Welcome 2 Our Site, Tha 144000
We are glad You are here and We want to Help You Attract, Prosperity, Health, and Abundance Into Your Life.
Click On The Lady with Money Falling Down on the Right to Download Your Copy.

Sunday, March 20, 2011

THE BAGGY PANTS EPIDEMIC: A MALE PERSPECTIVE

check this out!  how do you feel about this topic?  feel free to leave comments below

Pull Your Pants Up!

For General Larry Platt, the subject has become a viral-video sensation: Surely, you recall the “American Idol” contestant who spoke up for the belt-buckling masses everywhere with his hit anthem, "Pants on the Ground."

Yet, in 2011, the trend of mostly young men wearing their pants under their "bottom" doesn’t seem to be ending anytime soon.

Indeed, on a mid-afternoon day in Bed-Stuy, an assortment of youngsters walk up and down the block with their pants riding around their thighs and their boxers showing, as though it were couture.

“It’s not about wearing baggy pants, it’s the style and how you wear it,” says 22-year-old Cali Young, who was walking with his pants hanging down while shopping on Fulton Street. “This is baggy, but everybody doesn’t wear baggy pants. You got slim, you got tight, it’s different all types of pants.”


Either way, for some Bed-Stuy residents witnessing guys like Young outside with sagging pants on and underwear showing is a sight they’d rather not see.

“I think it’s disgusting and I think it’s very immature,” says Charlette Graham, a 42-year-old parent and Bed-Stuy resident. “But I think it comes from a lack of education, because the young kids they don’t really know where it stems from. It stems from jail.”

While the adaptation of prison culture -- where belts are confiscated -- into the urban clothing market does explain the origins of baggy pants, the style didn’t become a cultural staple till the 1990s when popular rap artists started donning the style.

During the early 90s, urban teenagers looked for different ways to express themselves. And they did so by copying the styles they’d see in music videos or from reading urban magazines. By the mid-90s, designers such as Karl Kali and Cross Colours were making a name for themselves exploiting the demand for clothing -- whether it was for long, baggy shorts -- made to fit several sizes too large.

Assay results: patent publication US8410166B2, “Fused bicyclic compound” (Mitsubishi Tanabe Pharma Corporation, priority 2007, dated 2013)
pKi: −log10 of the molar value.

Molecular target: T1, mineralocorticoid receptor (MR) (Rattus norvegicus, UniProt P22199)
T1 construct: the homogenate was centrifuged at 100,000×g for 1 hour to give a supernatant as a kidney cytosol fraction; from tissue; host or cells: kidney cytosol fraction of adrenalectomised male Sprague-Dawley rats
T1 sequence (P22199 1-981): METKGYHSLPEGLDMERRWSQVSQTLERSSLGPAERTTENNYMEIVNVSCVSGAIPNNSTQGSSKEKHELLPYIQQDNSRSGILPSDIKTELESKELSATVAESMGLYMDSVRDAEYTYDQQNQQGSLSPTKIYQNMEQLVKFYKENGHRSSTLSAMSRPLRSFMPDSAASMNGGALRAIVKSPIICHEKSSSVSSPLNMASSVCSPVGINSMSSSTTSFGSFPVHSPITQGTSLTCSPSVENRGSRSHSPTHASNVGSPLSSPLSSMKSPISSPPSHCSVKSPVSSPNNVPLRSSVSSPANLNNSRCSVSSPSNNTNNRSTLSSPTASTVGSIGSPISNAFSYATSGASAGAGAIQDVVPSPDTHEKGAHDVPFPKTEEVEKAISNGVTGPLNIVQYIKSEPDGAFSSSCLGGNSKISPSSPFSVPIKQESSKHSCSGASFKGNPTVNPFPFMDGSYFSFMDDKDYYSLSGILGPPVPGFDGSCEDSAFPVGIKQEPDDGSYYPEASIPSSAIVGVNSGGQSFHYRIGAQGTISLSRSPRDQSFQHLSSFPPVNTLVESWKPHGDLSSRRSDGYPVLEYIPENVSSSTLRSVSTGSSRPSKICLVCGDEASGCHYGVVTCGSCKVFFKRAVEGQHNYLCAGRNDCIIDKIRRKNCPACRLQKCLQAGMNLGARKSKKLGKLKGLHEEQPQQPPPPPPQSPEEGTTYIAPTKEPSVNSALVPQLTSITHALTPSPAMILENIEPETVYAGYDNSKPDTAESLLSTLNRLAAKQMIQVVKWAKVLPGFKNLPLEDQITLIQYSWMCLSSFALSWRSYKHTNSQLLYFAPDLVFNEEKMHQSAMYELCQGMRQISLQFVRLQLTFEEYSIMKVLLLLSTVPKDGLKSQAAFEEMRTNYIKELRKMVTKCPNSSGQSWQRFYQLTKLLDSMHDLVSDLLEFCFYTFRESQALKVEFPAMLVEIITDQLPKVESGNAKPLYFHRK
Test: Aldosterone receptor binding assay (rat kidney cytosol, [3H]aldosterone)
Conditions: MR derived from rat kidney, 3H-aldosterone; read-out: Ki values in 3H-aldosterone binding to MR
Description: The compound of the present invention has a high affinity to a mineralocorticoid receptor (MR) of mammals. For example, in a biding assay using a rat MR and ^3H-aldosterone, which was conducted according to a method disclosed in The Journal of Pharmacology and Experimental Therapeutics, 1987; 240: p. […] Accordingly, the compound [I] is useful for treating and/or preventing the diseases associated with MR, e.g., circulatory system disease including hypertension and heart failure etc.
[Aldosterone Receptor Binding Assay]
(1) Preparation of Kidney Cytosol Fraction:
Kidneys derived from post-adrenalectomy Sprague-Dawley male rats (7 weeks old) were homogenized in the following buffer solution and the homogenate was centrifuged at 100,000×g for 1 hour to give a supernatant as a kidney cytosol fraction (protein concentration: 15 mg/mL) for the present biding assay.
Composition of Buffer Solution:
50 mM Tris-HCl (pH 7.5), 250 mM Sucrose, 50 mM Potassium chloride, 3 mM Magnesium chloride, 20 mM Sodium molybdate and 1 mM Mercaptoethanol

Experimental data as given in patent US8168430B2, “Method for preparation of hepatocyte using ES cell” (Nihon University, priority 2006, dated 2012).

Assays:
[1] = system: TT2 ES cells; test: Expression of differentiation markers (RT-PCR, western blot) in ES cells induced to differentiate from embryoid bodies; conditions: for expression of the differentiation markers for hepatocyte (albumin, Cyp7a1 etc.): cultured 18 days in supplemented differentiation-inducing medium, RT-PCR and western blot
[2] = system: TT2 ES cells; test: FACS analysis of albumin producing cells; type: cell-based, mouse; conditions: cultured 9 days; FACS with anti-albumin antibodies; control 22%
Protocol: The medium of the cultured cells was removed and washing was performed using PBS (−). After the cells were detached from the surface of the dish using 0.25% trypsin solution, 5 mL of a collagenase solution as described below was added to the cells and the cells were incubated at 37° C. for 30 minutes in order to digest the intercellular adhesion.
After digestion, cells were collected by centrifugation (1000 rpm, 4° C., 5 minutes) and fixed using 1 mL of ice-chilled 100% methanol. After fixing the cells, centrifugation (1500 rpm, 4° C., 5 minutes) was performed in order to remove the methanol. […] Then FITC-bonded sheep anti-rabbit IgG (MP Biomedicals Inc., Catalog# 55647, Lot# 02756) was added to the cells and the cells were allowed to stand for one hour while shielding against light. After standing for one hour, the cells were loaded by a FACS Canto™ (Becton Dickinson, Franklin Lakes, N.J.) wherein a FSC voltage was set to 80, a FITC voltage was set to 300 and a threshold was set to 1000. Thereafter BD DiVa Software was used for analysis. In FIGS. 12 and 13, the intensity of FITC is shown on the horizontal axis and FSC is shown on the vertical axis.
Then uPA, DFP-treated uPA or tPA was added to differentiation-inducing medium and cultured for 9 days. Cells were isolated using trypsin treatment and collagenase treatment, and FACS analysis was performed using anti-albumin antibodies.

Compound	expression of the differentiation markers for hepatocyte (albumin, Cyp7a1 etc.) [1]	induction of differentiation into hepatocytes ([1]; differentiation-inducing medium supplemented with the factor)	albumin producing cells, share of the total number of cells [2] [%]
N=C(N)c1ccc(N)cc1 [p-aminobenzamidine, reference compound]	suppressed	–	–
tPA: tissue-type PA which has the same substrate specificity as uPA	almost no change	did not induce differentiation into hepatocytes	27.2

While some blame hip-hop for the baggy jeans epidemic, sports deserves some of the credit as well. In 1991, Michigan University’s “Fab Five” team not only became famous for their on-the-court prowess, but for their long shorts, a response to the short shorts mandated in the NBA (Michael Jordon, amongst others also objected to the look). Other sports like skateboarding and snowboarding are also rooted in participants exercising freedom through the use of baggy pants and shorts.

Still, for all the talk about style, lack of education and general tomfoolery, some folks say they wear their pants baggy for comfort. Men who struggle with their weight often site wearing their jeans loose as a way to hide their drawbacks; some guys prefer the looser fit because it simply gives their body more room to breathe.

“Well, I don’t always wear my pants baggy, but when I’m outside it’s more comfortable to me personally,” says David Mills, 34, a Bed-Stuy resident on his way to see a friend.

Yet, increasing complaints about baggy pants have led to politicians around the country seeking to input laws to stop the madness. Recently, mayors in Atlanta and Tallahassee, FL, have sought to pass local ordinances that outlaw baggy pants.

And just last year, State Senator Eric Adams from Brooklyn released a video called, “Stop the Sag,” as a part of a campaign to get youths to pull their pants up.

But the idea of politicians cracking down on baggy pants doesn’t sit well with some Bed-Stuy residents.
“I think they’re just trying to find another way to take away the rights that we already have,” said Mills. “The politicians don’t even come to our hood unless they want our vote anyway, so I don’t see how the way we wear our clothes means anything to them at all.”

But then, some youngsters in Bed-Stuy don’t need to be reminded that a belt can be their friend.

“I don’t wear baggy pants because they're corny,” declares Jerreiell Mitchell, 21, with his pants waist up hanging out with a group of friends on Fulton. “And what’s the sense in wearing baggy pants? It’s not 1994 no more. You gotta’ grow up, it’s 2011, it’s time for a change. Now you gotta’ get your grown man on and throw on a fitted pants with the button up so now you’re crispy.”

*Next: "The Baggy Pants Epidemic: A Female's Perspective"

2 comments:

  1. That's real talk. I came of age in the 90's when baggy pants was blowin' up. It was cool but it just got out of hand. How can you express your self by imitating others? I always felt that skinny or fitted pants were cave boy style. Besides you can wear baggy pants without sagging them. Saggy is just tacky.

    Peace

    ReplyDelete
  2. Hell yeah!
    People take saggin to the extreme. I've seen dudes saggin down to their knees looking ridiculous. It's crazy but I guess it is a representation of the person's mindstate.

    ReplyDelete

Check This Out

Related Posts Plugin for WordPress, Blogger...